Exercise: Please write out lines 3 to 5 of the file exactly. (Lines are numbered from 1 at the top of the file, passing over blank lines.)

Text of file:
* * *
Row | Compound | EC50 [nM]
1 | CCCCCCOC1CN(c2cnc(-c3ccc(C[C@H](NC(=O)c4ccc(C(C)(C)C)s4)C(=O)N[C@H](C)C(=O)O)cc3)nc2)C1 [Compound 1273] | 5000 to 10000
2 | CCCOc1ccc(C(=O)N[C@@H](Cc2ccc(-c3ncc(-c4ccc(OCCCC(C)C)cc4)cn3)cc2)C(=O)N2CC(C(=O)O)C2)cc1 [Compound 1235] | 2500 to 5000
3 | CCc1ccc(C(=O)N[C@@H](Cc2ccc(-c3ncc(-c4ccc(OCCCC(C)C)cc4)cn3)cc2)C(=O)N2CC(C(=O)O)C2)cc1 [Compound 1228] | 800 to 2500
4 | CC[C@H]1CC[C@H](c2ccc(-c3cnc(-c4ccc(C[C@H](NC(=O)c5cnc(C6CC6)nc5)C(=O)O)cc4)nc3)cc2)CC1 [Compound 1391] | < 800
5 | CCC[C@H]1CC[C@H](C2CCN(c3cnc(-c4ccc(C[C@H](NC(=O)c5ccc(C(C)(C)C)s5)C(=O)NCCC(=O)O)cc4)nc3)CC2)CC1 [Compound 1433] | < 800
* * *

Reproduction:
2 | CCCOc1ccc(C(=O)N[C@@H](Cc2ccc(-c3ncc(-c4ccc(OCCCC(C)C)cc4)cn3)cc2)C(=O)N2CC(C(=O)O)C2)cc1 [Compound 1235] | 2500 to 5000
3 | CCc1ccc(C(=O)N[C@@H](Cc2ccc(-c3ncc(-c4ccc(OCCCC(C)C)cc4)cn3)cc2)C(=O)N2CC(C(=O)O)C2)cc1 [Compound 1228] | 800 to 2500
4 | CC[C@H]1CC[C@H](c2ccc(-c3cnc(-c4ccc(C[C@H](NC(=O)c5cnc(C6CC6)nc5)C(=O)O)cc4)nc3)cc2)CC1 [Compound 1391] | < 800